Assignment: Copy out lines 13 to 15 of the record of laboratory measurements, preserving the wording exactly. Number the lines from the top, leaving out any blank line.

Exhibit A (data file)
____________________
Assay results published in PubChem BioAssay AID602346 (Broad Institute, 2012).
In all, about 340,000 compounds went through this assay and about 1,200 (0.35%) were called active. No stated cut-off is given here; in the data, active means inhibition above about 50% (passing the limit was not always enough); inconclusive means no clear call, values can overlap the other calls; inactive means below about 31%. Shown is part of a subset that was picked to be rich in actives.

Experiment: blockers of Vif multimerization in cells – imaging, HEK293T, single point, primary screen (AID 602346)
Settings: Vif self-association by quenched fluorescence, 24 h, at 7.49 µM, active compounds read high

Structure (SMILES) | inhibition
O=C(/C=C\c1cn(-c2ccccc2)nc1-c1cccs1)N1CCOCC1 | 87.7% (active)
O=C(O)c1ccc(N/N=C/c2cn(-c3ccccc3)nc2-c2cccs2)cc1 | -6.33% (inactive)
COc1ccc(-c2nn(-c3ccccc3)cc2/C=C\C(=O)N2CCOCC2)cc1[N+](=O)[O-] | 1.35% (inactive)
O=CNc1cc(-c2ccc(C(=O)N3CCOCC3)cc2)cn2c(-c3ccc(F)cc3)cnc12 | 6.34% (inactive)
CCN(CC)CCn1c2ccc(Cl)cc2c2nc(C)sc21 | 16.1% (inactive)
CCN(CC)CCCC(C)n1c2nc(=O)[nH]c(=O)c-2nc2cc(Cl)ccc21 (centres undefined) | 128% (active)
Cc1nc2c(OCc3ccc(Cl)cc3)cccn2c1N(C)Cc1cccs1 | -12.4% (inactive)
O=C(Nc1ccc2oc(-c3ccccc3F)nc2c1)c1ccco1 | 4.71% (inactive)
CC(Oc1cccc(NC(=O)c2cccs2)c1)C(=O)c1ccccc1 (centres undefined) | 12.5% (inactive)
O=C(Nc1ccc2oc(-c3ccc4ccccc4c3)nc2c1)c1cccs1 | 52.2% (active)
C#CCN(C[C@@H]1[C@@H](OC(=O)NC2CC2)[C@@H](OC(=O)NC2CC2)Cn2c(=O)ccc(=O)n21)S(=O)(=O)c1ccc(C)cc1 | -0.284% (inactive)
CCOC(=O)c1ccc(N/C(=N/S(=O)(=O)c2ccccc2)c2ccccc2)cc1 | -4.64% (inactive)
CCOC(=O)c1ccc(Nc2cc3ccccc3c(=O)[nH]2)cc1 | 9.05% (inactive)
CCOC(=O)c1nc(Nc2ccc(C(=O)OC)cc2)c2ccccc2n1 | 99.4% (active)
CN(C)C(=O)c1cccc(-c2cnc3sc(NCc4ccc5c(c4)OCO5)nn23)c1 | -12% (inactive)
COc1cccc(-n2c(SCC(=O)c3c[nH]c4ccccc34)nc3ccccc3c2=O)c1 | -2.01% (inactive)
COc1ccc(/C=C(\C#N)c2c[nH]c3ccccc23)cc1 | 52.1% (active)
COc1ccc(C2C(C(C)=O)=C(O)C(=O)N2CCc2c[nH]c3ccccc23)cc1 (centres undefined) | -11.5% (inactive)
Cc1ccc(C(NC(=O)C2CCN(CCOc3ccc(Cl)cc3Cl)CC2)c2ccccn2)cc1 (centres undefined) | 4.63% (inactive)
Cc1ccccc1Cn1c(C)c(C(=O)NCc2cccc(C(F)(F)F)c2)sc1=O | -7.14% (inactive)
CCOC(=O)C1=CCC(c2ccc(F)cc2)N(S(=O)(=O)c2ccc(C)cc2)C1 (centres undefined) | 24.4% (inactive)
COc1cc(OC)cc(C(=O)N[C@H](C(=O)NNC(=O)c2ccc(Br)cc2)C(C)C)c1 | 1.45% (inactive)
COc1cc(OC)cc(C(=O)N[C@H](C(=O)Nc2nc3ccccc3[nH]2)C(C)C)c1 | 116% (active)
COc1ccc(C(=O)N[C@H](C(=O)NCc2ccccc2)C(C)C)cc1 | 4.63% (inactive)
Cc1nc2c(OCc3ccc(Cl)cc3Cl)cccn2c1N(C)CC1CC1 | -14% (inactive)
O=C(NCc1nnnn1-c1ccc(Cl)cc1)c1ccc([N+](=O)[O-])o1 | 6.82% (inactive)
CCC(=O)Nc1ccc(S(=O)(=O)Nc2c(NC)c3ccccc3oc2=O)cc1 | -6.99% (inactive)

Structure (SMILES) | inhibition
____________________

O=C(Nc1ccc2oc(-c3ccccc3F)nc2c1)c1ccco1 | 4.71% (inactive)
CC(Oc1cccc(NC(=O)c2cccs2)c1)C(=O)c1ccccc1 (centres undefined) | 12.5% (inactive)
O=C(Nc1ccc2oc(-c3ccc4ccccc4c3)nc2c1)c1cccs1 | 52.2% (active)